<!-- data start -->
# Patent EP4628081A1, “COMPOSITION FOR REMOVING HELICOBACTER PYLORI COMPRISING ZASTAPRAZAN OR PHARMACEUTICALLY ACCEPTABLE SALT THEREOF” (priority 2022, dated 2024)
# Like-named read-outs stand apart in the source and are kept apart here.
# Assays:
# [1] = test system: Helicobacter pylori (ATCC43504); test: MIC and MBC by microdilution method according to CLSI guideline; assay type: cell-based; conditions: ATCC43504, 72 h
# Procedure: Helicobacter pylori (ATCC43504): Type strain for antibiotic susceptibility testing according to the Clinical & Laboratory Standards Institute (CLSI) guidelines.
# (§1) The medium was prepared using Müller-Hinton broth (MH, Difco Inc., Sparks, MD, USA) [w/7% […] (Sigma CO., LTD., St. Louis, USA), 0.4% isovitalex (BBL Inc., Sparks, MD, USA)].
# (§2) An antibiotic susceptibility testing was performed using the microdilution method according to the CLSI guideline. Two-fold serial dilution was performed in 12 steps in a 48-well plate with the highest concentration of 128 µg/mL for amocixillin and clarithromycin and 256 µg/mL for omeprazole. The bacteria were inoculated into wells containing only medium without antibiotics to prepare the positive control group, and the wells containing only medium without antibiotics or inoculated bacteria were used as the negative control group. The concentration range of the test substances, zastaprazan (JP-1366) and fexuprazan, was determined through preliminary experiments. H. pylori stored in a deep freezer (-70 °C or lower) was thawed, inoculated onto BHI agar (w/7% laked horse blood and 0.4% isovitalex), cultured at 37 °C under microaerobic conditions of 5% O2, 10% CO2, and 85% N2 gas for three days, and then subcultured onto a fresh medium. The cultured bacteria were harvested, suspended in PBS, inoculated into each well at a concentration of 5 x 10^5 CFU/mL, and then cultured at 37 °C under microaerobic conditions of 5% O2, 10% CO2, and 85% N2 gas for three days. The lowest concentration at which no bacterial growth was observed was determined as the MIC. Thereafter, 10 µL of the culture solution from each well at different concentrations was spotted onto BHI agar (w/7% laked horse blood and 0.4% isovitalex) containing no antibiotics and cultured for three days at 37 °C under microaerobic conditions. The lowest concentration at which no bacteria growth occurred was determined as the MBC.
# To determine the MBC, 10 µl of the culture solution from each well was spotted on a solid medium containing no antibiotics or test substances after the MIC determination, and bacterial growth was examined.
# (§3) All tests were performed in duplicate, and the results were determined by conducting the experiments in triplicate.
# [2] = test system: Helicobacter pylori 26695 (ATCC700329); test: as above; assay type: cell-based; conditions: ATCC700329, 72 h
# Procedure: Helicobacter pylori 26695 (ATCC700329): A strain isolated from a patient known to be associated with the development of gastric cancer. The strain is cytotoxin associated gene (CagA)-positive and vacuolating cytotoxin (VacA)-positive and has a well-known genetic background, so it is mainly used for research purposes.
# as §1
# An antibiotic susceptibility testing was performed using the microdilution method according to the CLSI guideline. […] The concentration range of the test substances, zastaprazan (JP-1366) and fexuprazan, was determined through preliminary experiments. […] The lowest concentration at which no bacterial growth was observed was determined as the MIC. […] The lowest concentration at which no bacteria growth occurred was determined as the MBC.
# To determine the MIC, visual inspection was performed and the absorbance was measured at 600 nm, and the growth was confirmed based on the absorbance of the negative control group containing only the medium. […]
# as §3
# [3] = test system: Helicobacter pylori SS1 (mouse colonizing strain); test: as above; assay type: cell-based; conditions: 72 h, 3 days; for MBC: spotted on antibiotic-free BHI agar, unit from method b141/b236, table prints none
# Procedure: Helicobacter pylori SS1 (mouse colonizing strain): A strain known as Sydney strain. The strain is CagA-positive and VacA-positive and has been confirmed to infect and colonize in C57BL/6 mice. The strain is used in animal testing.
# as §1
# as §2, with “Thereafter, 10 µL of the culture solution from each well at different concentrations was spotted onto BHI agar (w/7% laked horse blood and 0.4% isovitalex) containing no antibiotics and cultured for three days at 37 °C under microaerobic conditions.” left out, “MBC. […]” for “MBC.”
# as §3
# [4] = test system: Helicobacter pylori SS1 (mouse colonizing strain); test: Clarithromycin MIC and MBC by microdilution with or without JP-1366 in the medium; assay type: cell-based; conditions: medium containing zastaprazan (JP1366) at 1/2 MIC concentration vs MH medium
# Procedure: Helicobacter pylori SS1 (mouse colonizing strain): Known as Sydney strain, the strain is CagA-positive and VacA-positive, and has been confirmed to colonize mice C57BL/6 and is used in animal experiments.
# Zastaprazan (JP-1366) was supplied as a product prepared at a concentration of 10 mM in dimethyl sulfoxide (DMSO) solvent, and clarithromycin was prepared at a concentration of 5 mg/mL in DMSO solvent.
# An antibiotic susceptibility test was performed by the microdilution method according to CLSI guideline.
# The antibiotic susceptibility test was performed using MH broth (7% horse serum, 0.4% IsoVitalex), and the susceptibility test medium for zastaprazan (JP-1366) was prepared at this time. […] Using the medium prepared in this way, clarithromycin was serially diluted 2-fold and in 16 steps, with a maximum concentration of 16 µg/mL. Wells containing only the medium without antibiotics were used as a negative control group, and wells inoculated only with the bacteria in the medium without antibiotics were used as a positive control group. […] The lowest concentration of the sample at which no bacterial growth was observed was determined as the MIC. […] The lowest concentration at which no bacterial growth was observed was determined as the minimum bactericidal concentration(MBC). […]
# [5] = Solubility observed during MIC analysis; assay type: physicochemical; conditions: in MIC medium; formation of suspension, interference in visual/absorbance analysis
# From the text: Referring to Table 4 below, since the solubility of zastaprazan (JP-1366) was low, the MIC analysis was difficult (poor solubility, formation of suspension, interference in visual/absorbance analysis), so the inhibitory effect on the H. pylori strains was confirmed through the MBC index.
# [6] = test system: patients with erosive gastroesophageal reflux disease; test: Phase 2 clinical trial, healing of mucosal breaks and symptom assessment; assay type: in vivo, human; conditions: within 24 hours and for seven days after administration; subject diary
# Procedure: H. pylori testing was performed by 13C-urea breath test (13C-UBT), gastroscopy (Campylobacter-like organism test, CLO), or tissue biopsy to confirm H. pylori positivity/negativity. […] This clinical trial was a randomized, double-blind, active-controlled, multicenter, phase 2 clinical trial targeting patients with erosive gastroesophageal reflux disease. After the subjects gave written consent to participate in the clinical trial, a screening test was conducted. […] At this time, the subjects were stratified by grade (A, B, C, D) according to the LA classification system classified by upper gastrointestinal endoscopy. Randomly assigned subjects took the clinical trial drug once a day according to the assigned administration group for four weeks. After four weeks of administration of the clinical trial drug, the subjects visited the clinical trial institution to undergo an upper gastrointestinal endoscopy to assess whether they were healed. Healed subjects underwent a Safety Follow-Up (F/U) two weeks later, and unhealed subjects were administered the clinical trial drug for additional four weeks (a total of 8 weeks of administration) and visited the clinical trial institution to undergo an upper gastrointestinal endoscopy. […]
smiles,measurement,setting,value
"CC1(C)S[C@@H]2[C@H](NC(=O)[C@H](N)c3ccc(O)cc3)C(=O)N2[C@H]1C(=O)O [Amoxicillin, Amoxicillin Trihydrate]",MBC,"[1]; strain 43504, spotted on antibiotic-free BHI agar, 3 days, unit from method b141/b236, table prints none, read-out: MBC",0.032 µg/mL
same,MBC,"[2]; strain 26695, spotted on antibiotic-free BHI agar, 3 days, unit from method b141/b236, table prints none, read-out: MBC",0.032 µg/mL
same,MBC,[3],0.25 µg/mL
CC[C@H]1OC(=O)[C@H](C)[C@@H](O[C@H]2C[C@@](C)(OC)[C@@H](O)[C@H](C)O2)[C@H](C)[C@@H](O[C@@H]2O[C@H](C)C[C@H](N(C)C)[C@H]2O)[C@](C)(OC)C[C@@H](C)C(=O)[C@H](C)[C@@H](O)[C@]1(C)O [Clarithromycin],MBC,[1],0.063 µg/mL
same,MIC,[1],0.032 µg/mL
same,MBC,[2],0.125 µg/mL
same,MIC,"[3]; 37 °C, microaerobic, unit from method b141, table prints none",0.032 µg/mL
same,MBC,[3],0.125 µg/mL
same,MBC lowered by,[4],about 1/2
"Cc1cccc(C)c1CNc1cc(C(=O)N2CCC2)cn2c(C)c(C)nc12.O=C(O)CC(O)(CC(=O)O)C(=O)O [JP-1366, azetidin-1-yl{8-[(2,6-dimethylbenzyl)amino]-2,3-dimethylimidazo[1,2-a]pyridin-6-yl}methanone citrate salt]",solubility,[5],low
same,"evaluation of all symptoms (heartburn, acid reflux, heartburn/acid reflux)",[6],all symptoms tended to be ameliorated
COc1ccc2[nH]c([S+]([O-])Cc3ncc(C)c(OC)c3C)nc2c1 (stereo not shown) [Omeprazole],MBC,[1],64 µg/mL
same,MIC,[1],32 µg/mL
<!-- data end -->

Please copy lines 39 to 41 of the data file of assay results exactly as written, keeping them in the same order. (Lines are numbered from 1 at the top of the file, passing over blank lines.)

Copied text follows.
same,MBC lowered by,[4],about 1/2
"Cc1cccc(C)c1CNc1cc(C(=O)N2CCC2)cn2c(C)c(C)nc12.O=C(O)CC(O)(CC(=O)O)C(=O)O [JP-1366, azetidin-1-yl{8-[(2,6-dimethylbenzyl)amino]-2,3-dimethylimidazo[1,2-a]pyridin-6-yl}methanone citrate salt]",solubility,[5],low
same,"evaluation of all symptoms (heartburn, acid reflux, heartburn/acid reflux)",[6],all symptoms tended to be ameliorated